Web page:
Right to rent sees 31 deported

Sally Walmsley
Written by Sally Walmsley

A total of 31 people have been deported as a result of the Government’s right to rent scheme – with 75 landlords fined.

According to new Government figures 7,806 calls were made to the Home Office’s helpline for landlords between July 1st 2015 and June 30th last year.

And although the Home Office says it does not have figures for the number of illegal migrants in the PRS, it confirmed that 654 people were involved in investigations or named on documents relating to right to rent penalties.

Brought in under the Immigration Act 2014 right to rent was introduced in February last year as part of Government reforms to build a ‘fairer and more effective’ immigration system.

It requires landlords and agents to check the immigration status of prospective occupiers before they allow them to move in.

The figures were revealed in response to series of Parliamentary Questions submitted by Baroness Lister of Burtersett after representations from the RLA.

Baroness Lister asked questions about the number of tenants and landlords investigated under right to rent, the number of illegal immigrants discovered and deported and the penalties incurred.

In her official response Baroness Williams said: “From 1 November 2015 to 31 October 2016, 75 initial civil penalties were issued to individual landlords of tenants who do not have the right to rent in the UK.

“As with right to work checks, the right to rent scheme is predicated on checks being carried out by third parties (in this case landlords and lettings agents).

“This means that the majority of illegal migrant prospective tenants will be denied access to the private rented sector as a result of these checks with no intervention by enforcement officers and no reference to the Home Office.

“The sanctions set out in the Immigration Acts 2014 and 2016 in relation to the right to rent scheme are there to address circumstances where the scheme is not adhered to by landlords and agents.”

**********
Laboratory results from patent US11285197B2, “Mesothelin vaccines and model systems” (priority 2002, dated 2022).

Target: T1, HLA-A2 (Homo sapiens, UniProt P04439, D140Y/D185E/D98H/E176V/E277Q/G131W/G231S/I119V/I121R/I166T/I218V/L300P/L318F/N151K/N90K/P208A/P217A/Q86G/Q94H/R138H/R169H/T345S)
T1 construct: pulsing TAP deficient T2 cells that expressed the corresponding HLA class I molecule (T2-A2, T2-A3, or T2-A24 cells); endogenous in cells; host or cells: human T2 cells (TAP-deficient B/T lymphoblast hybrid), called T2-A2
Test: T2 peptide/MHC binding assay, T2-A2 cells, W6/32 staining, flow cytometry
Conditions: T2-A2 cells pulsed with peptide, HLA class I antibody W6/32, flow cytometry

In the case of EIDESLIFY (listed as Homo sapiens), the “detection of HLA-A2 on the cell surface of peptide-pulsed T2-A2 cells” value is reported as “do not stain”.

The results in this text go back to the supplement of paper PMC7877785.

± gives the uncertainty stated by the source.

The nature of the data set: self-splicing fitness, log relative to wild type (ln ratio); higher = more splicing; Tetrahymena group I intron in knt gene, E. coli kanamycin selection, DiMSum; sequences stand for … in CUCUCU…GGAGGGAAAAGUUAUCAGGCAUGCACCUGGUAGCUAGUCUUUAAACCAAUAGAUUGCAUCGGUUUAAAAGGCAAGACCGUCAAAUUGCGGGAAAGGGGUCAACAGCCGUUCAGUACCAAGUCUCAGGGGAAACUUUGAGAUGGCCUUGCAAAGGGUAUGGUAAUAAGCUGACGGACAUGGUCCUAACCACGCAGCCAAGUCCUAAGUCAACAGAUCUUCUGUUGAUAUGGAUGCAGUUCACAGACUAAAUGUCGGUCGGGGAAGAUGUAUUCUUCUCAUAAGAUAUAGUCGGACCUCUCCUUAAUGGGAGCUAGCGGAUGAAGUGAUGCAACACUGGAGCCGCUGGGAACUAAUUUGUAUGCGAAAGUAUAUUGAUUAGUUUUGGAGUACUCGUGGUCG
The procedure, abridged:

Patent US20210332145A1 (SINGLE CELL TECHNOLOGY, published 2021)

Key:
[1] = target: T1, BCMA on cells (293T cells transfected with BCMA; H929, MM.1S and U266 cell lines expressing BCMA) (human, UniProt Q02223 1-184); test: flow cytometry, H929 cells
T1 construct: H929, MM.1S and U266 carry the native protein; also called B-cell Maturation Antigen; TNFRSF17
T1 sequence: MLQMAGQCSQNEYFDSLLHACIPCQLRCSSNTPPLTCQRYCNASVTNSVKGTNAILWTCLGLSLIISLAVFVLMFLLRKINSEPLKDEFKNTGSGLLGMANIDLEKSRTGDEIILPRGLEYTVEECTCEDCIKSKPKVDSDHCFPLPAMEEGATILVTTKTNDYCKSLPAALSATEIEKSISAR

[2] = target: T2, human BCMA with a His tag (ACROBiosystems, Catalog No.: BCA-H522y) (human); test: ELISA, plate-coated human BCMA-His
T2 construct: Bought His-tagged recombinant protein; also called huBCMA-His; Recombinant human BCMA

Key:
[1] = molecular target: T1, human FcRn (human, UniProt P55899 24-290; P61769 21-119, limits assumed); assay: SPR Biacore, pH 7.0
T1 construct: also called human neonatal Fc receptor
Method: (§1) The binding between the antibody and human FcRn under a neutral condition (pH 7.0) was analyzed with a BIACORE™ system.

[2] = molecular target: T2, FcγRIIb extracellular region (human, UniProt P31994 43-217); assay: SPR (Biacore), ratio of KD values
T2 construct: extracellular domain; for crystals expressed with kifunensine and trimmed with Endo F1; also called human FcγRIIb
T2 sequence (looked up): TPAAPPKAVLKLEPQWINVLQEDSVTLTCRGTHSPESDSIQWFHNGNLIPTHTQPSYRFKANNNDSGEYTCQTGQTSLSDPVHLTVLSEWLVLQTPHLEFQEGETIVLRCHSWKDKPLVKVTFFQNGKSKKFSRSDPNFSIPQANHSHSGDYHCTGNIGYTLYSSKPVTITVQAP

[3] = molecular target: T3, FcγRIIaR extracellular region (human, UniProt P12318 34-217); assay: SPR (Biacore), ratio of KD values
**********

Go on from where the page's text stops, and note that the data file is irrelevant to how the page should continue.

She added: “The Home Office does not hold information about the overall numbers of illegal migrants found in private rented accommodation.

However our records show that between the start of the scheme and 30 September 2016, 654 individuals were either named on a Civil Penalty Referral Notice served on a landlord, or encountered on an enforcement visit during which such a Notice was served, or encountered as a result of information provided through the Landlords Checking Service, or encountered as a result of other intelligence provided about property let to illegal migrants.

“Of these individuals, 31 were removed from the UK over the same period. Other cases may be being progressed to removal, or have been made subject to reporting restrictions, or have sought to regularise their stay, or have left the UK voluntarily.

“The Right to Rent scheme is designed to restrict access to the private rented sector for illegal migrants in order to encourage voluntary departure from the UK and discourage illegal migration.

“The Home Office will always investigate information it receives about illegal migrants and take appropriate enforcement action according to the information available and the circumstances of the case.”

The response came after research from the RLA showed that landlords are struggling to get to grips with the rules – with 63% of the 810 landlords surveyed afraid of making a mistake when checking documents.

In the same survey 43% said they were less likely to rent to those without a British passport for fear of getting it wrong.

Breaching right to rent rules became a criminal offence on December 1st last year, with those who do not carry out the check properly or fail to move illegal migrants from their property facing up to five years in jail and unlimited fines.



About the author

Sally Walmsley

Sally Walmsley

Sally Walmsley is the Magazine and Digital Editor for the NRLA. With 20 years’ experience writing for regional and national newspapers and magazines she is responsible for editing our members' magazine 'Property', producing our articles for our news site, the weekly and monthly bulletins and editorial content for our media partners.


  • Why should Landlords do the job of the paid immigration officials for nothing and face draconian penalties if they get it wrong? The whole thing is absolutely ridiculous

  • (1)if one of my tenants takes on a lodger (in spare room or whatever) what’s the implications if no (immigration) checks are done??
    (2)Also, isn’t it the case that if (in normal tenancy where I am dealing with tenant direct and do the checks), I choose not to take a tenant because they are only available (in this country) for a few months (due to immigration status) I am guilty of “discriminating” ? Is that fair ??
    The new burden on Landlords will result in more difficulty finding accommodation for innocent and law abiding “foreigners” (and more fines for landlords, so, rather like parking penalties perhaps the goal posts and restrictions are put under pressure in order to raise more revenue by “tricking” the soft targets)

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